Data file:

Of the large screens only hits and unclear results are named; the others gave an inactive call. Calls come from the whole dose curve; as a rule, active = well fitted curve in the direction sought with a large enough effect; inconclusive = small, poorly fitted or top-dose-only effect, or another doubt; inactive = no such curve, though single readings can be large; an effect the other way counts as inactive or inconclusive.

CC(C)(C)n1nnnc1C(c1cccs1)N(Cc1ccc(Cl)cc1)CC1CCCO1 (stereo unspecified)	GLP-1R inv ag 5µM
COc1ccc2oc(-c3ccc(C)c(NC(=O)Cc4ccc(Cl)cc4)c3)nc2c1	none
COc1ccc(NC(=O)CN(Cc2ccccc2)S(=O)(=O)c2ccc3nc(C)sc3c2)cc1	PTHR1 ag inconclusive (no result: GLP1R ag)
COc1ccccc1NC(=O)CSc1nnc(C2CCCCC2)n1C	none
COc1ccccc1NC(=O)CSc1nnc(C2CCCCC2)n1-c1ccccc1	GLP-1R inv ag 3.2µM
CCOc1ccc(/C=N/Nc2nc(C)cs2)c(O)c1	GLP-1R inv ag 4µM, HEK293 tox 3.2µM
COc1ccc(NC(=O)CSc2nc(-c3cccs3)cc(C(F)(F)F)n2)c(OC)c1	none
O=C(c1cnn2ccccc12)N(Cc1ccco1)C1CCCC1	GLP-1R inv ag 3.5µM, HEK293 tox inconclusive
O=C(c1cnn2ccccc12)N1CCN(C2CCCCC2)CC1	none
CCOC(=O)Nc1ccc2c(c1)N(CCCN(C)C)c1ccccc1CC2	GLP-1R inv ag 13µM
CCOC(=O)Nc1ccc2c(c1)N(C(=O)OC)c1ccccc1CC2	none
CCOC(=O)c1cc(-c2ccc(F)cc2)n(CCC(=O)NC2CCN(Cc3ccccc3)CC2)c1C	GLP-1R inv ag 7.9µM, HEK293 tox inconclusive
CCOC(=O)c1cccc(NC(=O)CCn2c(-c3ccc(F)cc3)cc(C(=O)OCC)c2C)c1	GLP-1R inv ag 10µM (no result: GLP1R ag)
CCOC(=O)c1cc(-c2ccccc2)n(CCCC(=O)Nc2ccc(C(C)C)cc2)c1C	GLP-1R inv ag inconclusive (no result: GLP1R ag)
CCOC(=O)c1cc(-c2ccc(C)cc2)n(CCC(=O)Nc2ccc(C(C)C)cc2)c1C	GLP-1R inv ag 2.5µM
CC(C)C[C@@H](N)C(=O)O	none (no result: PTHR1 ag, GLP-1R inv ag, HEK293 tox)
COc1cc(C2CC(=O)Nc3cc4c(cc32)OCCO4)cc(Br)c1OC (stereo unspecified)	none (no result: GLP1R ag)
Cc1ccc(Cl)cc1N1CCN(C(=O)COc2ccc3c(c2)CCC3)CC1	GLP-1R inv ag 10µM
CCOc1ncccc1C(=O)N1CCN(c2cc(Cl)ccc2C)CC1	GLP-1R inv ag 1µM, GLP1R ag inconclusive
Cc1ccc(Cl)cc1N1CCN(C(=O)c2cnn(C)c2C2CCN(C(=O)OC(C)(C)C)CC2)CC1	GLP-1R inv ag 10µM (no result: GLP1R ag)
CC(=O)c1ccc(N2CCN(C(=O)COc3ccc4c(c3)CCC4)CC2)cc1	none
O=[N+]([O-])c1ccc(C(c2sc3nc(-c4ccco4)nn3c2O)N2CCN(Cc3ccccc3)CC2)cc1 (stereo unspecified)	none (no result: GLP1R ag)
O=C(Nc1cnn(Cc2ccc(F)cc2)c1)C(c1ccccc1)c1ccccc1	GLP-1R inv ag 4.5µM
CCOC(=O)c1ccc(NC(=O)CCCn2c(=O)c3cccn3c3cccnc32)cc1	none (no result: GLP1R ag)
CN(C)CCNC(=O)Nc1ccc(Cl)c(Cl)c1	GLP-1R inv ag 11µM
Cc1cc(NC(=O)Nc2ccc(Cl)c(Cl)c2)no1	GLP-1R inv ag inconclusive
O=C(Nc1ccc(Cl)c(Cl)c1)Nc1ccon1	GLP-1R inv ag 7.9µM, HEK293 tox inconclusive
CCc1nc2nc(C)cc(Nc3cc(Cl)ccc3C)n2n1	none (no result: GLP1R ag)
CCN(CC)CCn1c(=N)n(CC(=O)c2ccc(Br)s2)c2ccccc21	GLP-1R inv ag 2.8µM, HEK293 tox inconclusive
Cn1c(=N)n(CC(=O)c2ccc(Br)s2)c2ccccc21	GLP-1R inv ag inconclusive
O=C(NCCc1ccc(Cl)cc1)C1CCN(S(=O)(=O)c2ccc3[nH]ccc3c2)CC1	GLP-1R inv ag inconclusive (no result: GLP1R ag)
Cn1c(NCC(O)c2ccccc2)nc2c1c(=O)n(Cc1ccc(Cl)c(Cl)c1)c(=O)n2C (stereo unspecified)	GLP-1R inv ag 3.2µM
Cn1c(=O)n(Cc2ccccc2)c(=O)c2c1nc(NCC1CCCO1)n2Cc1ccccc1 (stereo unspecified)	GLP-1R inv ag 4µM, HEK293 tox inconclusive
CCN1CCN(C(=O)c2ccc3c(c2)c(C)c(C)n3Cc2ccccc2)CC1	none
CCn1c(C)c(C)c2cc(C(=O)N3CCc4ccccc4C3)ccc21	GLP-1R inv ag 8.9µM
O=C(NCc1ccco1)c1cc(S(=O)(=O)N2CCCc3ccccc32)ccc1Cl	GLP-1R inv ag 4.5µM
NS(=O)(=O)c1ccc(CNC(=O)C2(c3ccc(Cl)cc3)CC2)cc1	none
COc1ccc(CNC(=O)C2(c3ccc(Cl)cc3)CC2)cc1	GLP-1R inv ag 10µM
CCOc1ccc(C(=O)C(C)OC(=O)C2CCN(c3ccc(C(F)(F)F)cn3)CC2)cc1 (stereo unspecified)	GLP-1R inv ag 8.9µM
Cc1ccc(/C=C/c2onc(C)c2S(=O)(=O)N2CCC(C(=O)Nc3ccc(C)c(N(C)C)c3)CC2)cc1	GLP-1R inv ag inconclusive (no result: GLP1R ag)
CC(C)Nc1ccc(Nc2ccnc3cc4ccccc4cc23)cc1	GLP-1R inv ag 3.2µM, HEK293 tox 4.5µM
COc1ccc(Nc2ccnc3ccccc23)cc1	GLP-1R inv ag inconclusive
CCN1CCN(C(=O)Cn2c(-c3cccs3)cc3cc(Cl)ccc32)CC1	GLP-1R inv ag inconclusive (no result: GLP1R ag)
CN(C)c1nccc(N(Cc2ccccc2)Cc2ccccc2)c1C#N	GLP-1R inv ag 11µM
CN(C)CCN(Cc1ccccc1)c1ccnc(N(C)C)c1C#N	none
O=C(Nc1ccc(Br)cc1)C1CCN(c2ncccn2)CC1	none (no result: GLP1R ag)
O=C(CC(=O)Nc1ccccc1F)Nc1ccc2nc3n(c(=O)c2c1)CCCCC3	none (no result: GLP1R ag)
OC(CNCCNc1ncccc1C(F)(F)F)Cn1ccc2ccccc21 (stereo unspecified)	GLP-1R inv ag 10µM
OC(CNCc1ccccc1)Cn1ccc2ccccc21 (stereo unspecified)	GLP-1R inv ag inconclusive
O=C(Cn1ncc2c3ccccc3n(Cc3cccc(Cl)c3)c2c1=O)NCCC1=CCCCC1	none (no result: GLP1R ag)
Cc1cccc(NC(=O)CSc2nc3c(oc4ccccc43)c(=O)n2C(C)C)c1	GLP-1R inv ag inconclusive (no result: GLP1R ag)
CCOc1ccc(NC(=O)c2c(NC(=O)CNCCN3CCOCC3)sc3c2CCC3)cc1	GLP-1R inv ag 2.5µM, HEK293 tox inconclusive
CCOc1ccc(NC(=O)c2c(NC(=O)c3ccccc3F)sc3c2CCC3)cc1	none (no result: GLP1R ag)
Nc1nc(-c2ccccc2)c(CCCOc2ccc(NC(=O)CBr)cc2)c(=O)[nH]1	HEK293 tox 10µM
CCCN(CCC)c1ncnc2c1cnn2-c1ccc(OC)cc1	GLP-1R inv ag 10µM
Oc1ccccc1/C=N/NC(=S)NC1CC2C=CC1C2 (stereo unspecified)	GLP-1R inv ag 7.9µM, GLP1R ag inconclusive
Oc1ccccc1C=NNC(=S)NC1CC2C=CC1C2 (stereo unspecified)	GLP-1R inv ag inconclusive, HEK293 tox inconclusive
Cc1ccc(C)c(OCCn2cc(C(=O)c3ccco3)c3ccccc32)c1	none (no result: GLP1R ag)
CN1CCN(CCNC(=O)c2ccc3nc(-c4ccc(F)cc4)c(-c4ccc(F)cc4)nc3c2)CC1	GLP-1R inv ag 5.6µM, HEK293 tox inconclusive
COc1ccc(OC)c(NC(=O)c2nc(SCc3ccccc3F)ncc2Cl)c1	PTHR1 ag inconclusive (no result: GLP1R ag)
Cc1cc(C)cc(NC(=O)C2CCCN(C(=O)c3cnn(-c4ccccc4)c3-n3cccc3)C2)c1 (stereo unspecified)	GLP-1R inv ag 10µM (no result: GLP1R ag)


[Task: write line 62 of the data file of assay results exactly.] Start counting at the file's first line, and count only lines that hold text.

Cc1cc(C)cc(NC(=O)C2CCCN(C(=O)c3cnn(-c4ccccc4)c3-n3cccc3)C2)c1 (stereo unspecified)	GLP-1R inv ag 10µM (no result: GLP1R ag)